That recession was longer than it seemed in retrospect, Swonk said. “It started in January 2008. … It was like a year and a half,” she said. “We had a year where you didn’t realize you were in it, but technically you were. …The pandemic recession was two months long, March, April 2020. That’s it.”

While the potential for recession has been on the horizon for awhile, the Fed has so far failed to really slow employment and cool the economy through the labor market. But layoff announcements are mounting, and some economists see the potential for declines in employment next year.

“At the start of the year, we were getting 600,000 [new jobs] a month, and now we are getting about maybe 250,000,” Zandi said. “I think we’ll see 100,000 and then next year it will basically go to zero. … That’s not enough to cause a recession but enough to cool the labor market.” He said there could be declines in employment next year.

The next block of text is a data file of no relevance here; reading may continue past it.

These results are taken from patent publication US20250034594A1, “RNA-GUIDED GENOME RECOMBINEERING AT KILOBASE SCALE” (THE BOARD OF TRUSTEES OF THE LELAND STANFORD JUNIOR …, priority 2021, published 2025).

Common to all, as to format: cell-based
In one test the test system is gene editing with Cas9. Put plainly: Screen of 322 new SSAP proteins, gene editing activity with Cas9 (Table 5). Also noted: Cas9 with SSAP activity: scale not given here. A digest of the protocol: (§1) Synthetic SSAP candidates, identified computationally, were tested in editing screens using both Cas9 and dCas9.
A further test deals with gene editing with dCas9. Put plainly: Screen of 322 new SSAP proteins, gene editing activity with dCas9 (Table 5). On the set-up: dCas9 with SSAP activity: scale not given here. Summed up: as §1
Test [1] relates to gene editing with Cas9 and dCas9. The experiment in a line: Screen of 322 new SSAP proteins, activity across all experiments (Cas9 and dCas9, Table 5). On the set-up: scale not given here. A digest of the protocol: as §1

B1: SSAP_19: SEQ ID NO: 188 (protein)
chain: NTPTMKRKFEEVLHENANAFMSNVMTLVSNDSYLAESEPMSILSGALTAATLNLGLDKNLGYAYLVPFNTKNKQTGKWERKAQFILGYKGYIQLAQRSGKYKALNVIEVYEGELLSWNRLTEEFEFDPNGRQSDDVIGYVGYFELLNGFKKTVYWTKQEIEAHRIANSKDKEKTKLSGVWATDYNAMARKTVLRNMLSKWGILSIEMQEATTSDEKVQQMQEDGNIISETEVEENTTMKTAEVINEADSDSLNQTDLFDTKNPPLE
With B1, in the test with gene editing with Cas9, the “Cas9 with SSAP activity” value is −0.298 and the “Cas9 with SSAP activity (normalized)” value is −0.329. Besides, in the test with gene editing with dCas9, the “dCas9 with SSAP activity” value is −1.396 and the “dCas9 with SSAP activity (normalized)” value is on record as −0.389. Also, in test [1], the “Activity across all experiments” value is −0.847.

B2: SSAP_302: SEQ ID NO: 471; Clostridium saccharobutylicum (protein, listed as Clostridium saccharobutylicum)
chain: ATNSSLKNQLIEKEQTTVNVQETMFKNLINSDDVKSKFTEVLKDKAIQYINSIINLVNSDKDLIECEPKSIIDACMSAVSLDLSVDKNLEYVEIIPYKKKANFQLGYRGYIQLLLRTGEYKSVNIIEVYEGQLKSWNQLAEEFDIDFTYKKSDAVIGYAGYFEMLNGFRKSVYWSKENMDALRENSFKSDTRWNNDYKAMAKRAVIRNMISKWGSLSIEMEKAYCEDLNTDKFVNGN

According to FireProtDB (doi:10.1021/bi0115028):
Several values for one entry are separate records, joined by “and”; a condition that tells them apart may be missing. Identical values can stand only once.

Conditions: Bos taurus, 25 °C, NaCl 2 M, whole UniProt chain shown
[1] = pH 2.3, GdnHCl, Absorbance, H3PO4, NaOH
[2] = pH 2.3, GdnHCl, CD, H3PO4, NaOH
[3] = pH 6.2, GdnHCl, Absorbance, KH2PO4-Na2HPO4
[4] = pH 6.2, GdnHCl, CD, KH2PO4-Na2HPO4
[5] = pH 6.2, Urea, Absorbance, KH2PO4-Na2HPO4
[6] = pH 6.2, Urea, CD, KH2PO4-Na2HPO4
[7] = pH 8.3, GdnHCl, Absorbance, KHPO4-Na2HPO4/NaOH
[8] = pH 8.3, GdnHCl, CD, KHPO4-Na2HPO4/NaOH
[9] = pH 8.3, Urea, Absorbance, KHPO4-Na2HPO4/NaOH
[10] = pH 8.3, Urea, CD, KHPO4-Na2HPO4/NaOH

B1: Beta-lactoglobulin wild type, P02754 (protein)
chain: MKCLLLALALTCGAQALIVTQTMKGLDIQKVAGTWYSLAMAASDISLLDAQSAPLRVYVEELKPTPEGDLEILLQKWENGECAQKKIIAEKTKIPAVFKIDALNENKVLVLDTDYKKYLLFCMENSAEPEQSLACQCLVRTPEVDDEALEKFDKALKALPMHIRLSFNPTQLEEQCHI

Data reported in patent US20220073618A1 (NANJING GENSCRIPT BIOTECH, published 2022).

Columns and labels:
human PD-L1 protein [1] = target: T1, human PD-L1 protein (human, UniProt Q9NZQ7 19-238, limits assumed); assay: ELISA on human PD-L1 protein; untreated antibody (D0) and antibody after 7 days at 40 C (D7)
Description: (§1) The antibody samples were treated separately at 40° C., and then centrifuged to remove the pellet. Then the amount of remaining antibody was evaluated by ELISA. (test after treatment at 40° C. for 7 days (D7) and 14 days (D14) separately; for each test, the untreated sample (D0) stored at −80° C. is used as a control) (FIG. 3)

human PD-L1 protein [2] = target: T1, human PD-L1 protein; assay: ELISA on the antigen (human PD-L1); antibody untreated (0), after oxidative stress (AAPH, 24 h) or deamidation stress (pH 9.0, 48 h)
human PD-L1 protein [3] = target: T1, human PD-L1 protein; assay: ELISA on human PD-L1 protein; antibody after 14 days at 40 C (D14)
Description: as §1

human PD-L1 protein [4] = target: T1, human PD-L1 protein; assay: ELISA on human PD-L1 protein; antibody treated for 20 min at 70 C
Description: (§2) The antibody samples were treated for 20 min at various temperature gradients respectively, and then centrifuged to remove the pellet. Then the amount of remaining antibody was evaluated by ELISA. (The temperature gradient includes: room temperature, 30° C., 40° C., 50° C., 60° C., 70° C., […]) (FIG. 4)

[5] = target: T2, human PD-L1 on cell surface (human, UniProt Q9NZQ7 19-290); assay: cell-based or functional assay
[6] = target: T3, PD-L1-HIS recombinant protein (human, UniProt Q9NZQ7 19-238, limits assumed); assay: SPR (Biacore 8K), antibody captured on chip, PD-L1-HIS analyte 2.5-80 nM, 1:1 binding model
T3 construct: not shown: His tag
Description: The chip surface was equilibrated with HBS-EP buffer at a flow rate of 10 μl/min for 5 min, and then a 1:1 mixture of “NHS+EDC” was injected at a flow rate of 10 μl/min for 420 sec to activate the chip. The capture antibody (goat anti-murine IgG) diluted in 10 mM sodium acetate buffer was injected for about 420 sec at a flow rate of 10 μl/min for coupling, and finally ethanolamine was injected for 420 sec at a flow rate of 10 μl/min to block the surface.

“The irony here is that everybody is expecting a recession,” he said. That could change their behavior, the economy could cool and the Fed would not have to tighten so much as to choke the economy, he said.

“Debt-service burdens have never been lower, households have a boatload of cash, corporates have good balance sheets, profit margins rolled over, but they’re close to record highs,” Zandi said. “The banking system has never been as well capitalized or as liquid. Every state has a rainy day fund. The housing market is underbuilt. It is usually overbuilt going into a recession. …The foundations of the economy look strong.”